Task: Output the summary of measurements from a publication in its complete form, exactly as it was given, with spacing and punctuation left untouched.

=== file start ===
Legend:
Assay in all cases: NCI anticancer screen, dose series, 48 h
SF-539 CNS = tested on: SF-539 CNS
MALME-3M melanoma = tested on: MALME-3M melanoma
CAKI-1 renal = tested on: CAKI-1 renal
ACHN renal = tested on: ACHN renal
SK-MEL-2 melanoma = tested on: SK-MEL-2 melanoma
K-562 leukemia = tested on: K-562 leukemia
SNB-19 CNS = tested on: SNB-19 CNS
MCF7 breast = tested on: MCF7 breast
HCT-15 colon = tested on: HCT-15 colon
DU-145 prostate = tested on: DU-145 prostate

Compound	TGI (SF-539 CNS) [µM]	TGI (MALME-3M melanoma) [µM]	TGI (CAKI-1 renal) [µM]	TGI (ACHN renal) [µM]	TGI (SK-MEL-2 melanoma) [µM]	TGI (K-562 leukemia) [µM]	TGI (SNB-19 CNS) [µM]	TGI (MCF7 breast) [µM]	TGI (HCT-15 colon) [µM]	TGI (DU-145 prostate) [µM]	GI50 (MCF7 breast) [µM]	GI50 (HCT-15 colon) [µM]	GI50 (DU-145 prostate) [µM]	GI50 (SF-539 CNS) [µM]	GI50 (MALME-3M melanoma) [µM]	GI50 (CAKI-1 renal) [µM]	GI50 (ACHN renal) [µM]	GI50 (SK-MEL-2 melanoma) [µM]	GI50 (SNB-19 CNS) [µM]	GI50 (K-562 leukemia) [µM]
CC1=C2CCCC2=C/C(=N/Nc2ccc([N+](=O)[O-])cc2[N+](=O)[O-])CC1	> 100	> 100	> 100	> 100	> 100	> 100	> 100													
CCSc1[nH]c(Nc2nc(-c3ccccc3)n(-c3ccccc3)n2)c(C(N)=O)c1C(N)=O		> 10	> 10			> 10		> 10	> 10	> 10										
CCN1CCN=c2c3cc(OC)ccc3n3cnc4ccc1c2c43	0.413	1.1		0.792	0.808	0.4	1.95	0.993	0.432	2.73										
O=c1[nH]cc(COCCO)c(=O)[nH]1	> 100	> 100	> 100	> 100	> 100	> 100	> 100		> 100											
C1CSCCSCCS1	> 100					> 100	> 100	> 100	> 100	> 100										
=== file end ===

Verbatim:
Legend:
Assay in all cases: NCI anticancer screen, dose series, 48 h
SF-539 CNS = tested on: SF-539 CNS
MALME-3M melanoma = tested on: MALME-3M melanoma
CAKI-1 renal = tested on: CAKI-1 renal
ACHN renal = tested on: ACHN renal
SK-MEL-2 melanoma = tested on: SK-MEL-2 melanoma
K-562 leukemia = tested on: K-562 leukemia
SNB-19 CNS = tested on: SNB-19 CNS
MCF7 breast = tested on: MCF7 breast
HCT-15 colon = tested on: HCT-15 colon
DU-145 prostate = tested on: DU-145 prostate

Compound	TGI (SF-539 CNS) [µM]	TGI (MALME-3M melanoma) [µM]	TGI (CAKI-1 renal) [µM]	TGI (ACHN renal) [µM]	TGI (SK-MEL-2 melanoma) [µM]	TGI (K-562 leukemia) [µM]	TGI (SNB-19 CNS) [µM]	TGI (MCF7 breast) [µM]	TGI (HCT-15 colon) [µM]	TGI (DU-145 prostate) [µM]	GI50 (MCF7 breast) [µM]	GI50 (HCT-15 colon) [µM]	GI50 (DU-145 prostate) [µM]	GI50 (SF-539 CNS) [µM]	GI50 (MALME-3M melanoma) [µM]	GI50 (CAKI-1 renal) [µM]	GI50 (ACHN renal) [µM]	GI50 (SK-MEL-2 melanoma) [µM]	GI50 (SNB-19 CNS) [µM]	GI50 (K-562 leukemia) [µM]
CC1=C2CCCC2=C/C(=N/Nc2ccc([N+](=O)[O-])cc2[N+](=O)[O-])CC1	> 100	> 100	> 100	> 100	> 100	> 100	> 100													
CCSc1[nH]c(Nc2nc(-c3ccccc3)n(-c3ccccc3)n2)c(C(N)=O)c1C(N)=O		> 10	> 10			> 10		> 10	> 10	> 10										
CCN1CCN=c2c3cc(OC)ccc3n3cnc4ccc1c2c43	0.413	1.1		0.792	0.808	0.4	1.95	0.993	0.432	2.73										
O=c1[nH]cc(COCCO)c(=O)[nH]1	> 100	> 100	> 100	> 100	> 100	> 100	> 100		> 100											
C1CSCCSCCS1	> 100					> 100	> 100	> 100	> 100	> 100										